Friday, April 15, 2011

The Food Industry Continues to Sell What People Want to Buy

The New York Times recently published the article “Wal-Mart Shifts Strategy to Promote Healthy Foods.” Wal-Mart has a five-year plan to lower the prices of fruits and vegetables and to lower the amount of salt, sugar, saturated fats and trans fats in many of its store-brand packaged foods. Wall-Mart is the country’s leading grocery seller. Michell Obama is endorsing the plan.

Since rates of obesity are worst in low-income populations (“Lower Income Neighborhoods Associate with Higher Obesity Rates”), and people with low-incomes tend to shop at Wal-Mart, this initiative could be modestly helpful. There was a time when I bought groceries at Wal-Mart regularly, and it was a struggle, though not impossible, to find healthy food there.
The way to buy healthy foods at Wal-Mart (or anywhere) is not to buy Great Value Hamburger Noodle Dinner, Now with Less Sodium. It is to buy basic ingredients. I used to buy dry beans, uncooked rice, cans of Tuna, big jugs of olive oil and cartons of plain unsweetened soy milk.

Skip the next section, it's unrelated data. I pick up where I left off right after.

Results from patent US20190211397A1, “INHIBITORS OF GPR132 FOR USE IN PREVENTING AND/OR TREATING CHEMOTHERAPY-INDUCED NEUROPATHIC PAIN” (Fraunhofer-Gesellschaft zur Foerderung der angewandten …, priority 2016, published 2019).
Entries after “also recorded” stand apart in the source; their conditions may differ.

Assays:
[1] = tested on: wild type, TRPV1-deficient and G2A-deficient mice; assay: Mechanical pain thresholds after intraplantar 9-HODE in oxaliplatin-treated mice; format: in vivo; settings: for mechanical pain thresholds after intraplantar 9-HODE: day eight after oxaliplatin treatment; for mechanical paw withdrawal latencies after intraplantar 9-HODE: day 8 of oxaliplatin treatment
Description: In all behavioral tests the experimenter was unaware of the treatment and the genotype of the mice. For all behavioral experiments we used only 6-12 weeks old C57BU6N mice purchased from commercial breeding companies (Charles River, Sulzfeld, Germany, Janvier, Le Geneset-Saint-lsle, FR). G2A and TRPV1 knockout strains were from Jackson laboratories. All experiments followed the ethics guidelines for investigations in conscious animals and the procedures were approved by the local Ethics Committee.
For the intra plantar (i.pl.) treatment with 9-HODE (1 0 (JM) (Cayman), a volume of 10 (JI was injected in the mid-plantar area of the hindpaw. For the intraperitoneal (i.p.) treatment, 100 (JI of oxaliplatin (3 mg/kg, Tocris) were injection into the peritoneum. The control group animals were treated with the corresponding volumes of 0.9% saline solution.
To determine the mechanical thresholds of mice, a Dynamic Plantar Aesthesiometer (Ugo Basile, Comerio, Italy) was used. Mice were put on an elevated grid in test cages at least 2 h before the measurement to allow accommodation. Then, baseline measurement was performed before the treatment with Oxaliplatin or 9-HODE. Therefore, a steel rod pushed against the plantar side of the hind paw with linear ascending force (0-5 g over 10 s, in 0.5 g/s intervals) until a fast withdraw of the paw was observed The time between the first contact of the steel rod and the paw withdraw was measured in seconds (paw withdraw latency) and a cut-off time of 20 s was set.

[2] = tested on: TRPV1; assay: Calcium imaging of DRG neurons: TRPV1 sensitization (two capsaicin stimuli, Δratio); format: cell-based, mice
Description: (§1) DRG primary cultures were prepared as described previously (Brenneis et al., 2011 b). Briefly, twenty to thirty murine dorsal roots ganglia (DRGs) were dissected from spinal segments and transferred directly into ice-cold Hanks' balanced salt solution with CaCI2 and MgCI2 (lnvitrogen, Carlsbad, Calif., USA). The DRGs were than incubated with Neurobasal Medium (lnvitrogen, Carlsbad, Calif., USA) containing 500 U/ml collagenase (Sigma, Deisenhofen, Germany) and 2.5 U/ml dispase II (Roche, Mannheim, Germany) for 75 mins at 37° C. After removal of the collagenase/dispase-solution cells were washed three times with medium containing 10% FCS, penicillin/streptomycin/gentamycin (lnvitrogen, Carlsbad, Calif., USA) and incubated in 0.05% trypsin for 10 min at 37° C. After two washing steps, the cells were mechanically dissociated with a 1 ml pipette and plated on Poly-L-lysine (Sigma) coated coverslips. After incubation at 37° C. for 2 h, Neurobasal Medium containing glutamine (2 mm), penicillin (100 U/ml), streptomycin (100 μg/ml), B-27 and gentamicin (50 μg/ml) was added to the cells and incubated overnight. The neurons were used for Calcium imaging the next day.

Meanwhile the food industry has come together to put labels on the front of their packages that repeat in larger print some of the same information that is already on the standard nutrition label (“Food Makers Devise Own Label Plan”). The Obama administration wanted package-front labels to warn about the calories, sugar, sodium, and saturated fat in certain foods.
The industry decided that foods can include two healthy nutrients on the label as well, like fiber or vitamin C. The administration rightly says this renders the label unhelpful. What could have been a red flag on unhealthy food  is now just a list of contradicting information.
In the end, the food industry will only change as far as consumers want it to. Wal-Mart in not changing its food to promote health but to promote sales; they believe consumers want the changes. What the Obama administration should be spending time and money to change is not the food industry but nutrition education. Then we can all vote with our dollars and the food industry will happily sell us whatever we want, as they already do.

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